Figure 1 - High Plains Allen and / or Frederick projectile points. Which are which?
Longest point is 3.25 inches long. John Branney Collection.
|Figure 2 - CLICK to JOIN the ADVENTURE|
A "lumper" is an individual who defines projectile points into broad categories with plenty of room to accommodate variation and differences found in a group of projectile points. A lumper believes that more is less when it comes to projectile point typology. A lumper tries to see similarities in projectile points, not differences. Lumpers recognize that Paleoindians and other prehistoric peoples did not have blueprints for making projectile points and that there might had been variation in projectile points within the same prehistoric culture. A lumper tries to place these projectile point variants into existed projectile point types, if possible.
By contrast, a "splitter" is an individual who uses precise definitions of projectile point types and creates new categories to classify examples that differ in critical ways. A splitter focuses more on differences in projectile points, than similarities. If the splitter notes a wide enough variation from an existing projectile point type, they might propose a new type. A splitter believes that more is better when it comes to projectile point types.
The bottom line is that lumpers group projectile points into broad categories while splitters divide projectile points into smaller categories. I have a confession to make. I am biased when it comes to lumping and splitting. Philosophically, I am a lumper. I believe there should be plenty of variation allowed in projectile point types to accommodate knapping, material, quality, style and dimensional differences. It is my opinion that “splitters” have carved the turkey meat too thin and we have ended up with too many projectile point types.
|Figure 3 - What do we have here?|
2.6 inch long and surface found
in Wyoming. John Branney
Paleoindians followed weapons tradition by handing down verbal recipes on how to make projectile points from generation to generation. Even with verbal instruction, there was many opportunities for variation. There can be tribe isolation, material, knapping skills, workmanship standards, and differing levels of attention.
Nothing is more confusing than High Plains, Late Paleoindian indented base projectile point typology (say that with a mouth full of bubblegum). Late Paleoindian indented base projectile point typology includes Allen, Frederick, Lusk, Andersen, and Angostura points. I am missing some, I am sure.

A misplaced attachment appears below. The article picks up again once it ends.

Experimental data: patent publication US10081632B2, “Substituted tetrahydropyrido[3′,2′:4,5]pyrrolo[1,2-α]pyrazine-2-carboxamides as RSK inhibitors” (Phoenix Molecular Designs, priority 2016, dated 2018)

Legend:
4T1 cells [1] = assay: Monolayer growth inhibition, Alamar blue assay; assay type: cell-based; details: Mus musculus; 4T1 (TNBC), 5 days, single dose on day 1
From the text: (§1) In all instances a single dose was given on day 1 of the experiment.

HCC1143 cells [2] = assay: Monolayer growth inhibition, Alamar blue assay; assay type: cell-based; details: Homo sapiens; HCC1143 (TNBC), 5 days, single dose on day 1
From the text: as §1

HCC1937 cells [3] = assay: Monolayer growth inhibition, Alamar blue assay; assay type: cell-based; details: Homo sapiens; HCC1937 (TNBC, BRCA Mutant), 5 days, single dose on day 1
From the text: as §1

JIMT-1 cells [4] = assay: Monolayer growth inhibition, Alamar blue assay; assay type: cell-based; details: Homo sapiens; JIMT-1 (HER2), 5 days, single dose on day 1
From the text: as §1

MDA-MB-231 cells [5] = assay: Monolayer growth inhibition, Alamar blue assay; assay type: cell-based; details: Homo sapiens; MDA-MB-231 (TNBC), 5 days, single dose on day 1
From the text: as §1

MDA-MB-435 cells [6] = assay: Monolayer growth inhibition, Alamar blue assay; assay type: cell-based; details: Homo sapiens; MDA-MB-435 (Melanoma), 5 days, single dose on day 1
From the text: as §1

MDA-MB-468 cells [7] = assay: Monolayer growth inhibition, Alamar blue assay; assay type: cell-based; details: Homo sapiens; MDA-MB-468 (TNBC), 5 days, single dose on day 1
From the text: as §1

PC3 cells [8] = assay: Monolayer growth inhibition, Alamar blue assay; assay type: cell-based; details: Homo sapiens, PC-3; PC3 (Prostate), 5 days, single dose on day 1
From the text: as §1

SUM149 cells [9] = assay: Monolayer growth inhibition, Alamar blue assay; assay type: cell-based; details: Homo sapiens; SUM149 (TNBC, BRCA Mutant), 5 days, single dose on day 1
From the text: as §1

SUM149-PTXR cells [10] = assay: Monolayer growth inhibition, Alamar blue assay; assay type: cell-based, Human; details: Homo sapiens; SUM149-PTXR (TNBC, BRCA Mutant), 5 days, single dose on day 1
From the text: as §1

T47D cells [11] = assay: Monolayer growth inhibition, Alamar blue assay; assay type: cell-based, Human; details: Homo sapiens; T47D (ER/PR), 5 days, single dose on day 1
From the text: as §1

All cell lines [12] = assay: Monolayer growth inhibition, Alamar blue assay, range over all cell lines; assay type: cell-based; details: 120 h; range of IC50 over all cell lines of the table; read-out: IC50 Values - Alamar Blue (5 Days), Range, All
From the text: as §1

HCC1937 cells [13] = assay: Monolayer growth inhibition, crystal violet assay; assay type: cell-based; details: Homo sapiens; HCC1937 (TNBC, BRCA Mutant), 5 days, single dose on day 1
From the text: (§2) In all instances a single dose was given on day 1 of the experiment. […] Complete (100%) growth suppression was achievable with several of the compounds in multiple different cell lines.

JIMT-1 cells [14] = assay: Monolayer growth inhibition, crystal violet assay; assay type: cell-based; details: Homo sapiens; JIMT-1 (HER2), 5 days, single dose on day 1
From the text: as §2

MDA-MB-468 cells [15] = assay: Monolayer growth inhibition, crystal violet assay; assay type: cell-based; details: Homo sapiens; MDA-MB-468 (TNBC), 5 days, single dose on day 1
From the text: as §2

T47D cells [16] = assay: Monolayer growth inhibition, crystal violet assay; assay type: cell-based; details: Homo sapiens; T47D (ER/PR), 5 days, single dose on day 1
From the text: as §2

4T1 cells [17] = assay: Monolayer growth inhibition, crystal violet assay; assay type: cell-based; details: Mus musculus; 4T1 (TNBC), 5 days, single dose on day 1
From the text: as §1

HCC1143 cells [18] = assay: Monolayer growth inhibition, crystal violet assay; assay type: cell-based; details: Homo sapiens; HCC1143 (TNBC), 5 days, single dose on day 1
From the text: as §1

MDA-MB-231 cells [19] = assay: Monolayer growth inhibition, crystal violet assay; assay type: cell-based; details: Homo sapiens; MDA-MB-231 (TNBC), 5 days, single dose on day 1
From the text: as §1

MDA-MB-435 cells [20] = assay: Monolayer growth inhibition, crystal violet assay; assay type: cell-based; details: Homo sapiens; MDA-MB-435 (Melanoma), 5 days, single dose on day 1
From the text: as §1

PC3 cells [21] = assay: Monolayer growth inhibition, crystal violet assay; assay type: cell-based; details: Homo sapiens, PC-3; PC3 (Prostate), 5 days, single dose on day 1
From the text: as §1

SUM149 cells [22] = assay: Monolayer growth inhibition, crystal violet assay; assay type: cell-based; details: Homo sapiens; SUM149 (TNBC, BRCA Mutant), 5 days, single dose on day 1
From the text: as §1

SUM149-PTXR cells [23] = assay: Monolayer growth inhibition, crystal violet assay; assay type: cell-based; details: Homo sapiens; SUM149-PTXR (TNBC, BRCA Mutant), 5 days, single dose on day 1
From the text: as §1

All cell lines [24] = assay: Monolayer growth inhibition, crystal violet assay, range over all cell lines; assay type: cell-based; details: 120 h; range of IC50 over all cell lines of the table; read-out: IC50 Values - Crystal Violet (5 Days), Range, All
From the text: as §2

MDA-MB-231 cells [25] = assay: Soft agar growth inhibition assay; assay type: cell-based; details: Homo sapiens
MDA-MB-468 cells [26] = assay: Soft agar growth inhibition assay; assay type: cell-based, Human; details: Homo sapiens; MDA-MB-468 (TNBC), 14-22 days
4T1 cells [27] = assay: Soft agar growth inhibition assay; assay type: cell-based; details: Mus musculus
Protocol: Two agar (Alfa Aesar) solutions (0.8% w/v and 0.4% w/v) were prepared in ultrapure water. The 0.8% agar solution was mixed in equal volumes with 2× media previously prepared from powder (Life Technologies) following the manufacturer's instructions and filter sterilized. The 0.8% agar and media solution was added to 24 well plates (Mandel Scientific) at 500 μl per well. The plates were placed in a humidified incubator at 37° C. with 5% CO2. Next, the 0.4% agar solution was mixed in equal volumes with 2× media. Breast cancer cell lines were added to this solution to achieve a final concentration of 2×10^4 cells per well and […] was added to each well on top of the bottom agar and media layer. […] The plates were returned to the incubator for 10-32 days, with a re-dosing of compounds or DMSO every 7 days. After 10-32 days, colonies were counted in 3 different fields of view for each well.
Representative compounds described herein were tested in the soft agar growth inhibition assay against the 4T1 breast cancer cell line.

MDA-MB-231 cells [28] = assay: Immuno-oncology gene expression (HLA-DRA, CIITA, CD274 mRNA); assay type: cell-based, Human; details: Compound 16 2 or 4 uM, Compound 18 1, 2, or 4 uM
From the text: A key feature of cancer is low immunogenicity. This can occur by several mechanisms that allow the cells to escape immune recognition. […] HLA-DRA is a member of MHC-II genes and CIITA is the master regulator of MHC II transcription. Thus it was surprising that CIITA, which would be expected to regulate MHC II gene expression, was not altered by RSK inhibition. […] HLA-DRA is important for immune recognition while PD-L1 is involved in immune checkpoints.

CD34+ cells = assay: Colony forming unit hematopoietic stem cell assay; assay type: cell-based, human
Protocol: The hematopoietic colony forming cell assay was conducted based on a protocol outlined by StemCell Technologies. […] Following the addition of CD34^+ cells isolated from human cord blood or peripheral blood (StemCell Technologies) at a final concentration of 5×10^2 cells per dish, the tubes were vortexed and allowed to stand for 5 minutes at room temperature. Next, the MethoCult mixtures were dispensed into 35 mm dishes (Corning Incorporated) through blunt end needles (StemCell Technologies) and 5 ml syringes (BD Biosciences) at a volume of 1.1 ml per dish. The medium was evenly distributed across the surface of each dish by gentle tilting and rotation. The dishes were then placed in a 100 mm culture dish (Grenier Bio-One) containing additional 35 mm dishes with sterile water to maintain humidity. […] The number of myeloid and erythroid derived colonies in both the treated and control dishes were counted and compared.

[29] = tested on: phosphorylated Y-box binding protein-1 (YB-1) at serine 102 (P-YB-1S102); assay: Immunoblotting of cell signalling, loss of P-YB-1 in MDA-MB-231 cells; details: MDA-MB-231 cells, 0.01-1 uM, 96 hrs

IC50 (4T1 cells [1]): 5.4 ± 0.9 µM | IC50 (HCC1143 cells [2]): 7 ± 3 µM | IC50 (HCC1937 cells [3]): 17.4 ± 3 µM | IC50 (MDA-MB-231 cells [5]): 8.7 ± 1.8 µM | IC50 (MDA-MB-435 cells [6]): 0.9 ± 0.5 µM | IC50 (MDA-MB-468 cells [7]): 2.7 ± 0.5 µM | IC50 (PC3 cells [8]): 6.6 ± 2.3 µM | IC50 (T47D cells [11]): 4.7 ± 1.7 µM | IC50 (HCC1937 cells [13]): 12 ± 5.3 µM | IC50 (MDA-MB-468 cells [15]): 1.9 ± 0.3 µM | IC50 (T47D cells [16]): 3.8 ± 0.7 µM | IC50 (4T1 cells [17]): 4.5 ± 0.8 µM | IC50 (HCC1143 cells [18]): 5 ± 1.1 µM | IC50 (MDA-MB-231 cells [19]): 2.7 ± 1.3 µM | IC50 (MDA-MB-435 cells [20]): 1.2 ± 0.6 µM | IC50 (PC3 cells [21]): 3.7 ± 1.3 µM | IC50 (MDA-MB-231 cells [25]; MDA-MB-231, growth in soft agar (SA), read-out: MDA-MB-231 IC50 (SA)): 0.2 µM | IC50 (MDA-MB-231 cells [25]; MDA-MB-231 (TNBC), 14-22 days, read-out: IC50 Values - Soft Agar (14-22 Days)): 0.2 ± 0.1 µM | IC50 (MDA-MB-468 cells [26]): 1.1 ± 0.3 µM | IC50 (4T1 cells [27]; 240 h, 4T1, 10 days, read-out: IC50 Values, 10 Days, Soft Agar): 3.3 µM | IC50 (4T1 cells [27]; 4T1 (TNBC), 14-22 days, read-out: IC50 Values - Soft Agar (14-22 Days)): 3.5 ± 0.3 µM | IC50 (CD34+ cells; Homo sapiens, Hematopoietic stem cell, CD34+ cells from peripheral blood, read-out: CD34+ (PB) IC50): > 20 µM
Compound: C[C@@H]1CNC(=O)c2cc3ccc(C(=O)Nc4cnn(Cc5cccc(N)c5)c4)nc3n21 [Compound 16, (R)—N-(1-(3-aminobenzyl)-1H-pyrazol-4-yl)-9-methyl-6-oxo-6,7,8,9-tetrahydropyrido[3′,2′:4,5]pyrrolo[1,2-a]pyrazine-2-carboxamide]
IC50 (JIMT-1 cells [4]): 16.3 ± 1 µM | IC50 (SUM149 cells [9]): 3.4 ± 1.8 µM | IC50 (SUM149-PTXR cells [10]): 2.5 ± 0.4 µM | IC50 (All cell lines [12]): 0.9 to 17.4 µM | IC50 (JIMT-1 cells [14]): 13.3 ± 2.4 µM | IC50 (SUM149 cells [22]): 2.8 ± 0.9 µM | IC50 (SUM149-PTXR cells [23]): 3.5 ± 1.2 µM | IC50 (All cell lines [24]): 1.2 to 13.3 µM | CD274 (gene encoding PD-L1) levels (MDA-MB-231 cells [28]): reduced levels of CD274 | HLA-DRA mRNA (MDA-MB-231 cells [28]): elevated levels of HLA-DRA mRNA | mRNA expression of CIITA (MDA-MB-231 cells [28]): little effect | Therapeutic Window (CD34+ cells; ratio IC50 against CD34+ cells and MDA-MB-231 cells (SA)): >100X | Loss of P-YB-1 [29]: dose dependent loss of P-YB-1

Each of these individual projectile point types have similarities and differences with other projectile point types. If anyone tries to tell you that they have Late Paleoindian projectile point typology figured out, you have my permission to laugh at them. Every day, I see people call a projectile point this while another person calls an almost identical projectile point that. It makes me wonder if the same prehistoric culture made both or we have a copycat thing going on between prehistoric cultures.
Figure 4 - 1.7 inch long surface find from
Colorado. What is the projectile point type?
John Branney Collection.
Let me provide an example of what we face with Late Paleoindian projectile point types: I will be looking at only two types, Allen and Frederick.
|Figure 5 - University of |
In Jeb Taylor's book (2006), Jeb described Allen points as lanceolate-shaped points with carefully executed diagonal flaking and pronounced basal concavity. In his book, Greg Perino (1985) added to diagonal flaking, basal thinning, rounded basal corners, and side and basal edge grinding as common for Allen points.
One important point that I wish to make is that not all Allen points have diagonal flaking and not all diagonal flaked projectile points are Allen points!
|Figure 6 - Cynthia Irwin-|
Not everyone agrees that Allen and Frederick are two separate projectile point types. Henry Irwin, one of the original investigators at the Hell Gap site, once stated to George Frison that the Frederick points from the Hell Gap site were basically the same as Allen points from the James Allen site. Personally, I believe that both Allen and Frederick points are variations of the same theme and are essentially the same projectile point type. This statement takes on more weight when we recognize that Allen and Frederick overlapped in both time and space.
Irwin-Williams et al (1973) determined that the duration of Frederick at Hell Gap lasted from approximately 8,400 to 8,000 years BP while recent dating techniques at the James Allen bison kill site place the event sometime around 8,405 years BP (Knudson and Kornfeld 2007).
After seeing what some people are calling Allen and other people are calling Frederick I am more confused than ever. Quite frankly, I don’t see a difference between the two projectile point types. Take a look at Figure one. Which points are Allen and which points are Frederick.
Irwin-Williams, Cynthia, Henry T. Irwin, George Agogino, and C Vance Haynes
1973 Hell Gap: Paleo-Indian occupation on the High Plains. Plains Anthropologist 18(59):40-53.
Knudson, Ruth Ann, and Marcel Kornfeld
2007 A New Date for the James Allen Site, Laramie Basin, Wyoming. Current Research in the Pleistocene 24:112-114.
1985 Selected Preforms, Points, and Knives of the North American Indians, Volume I. Points and Barbs Press, Idabel, Okla.
2006 Projectile points of the High Plains. Sheridan Books, Chelsea, MI.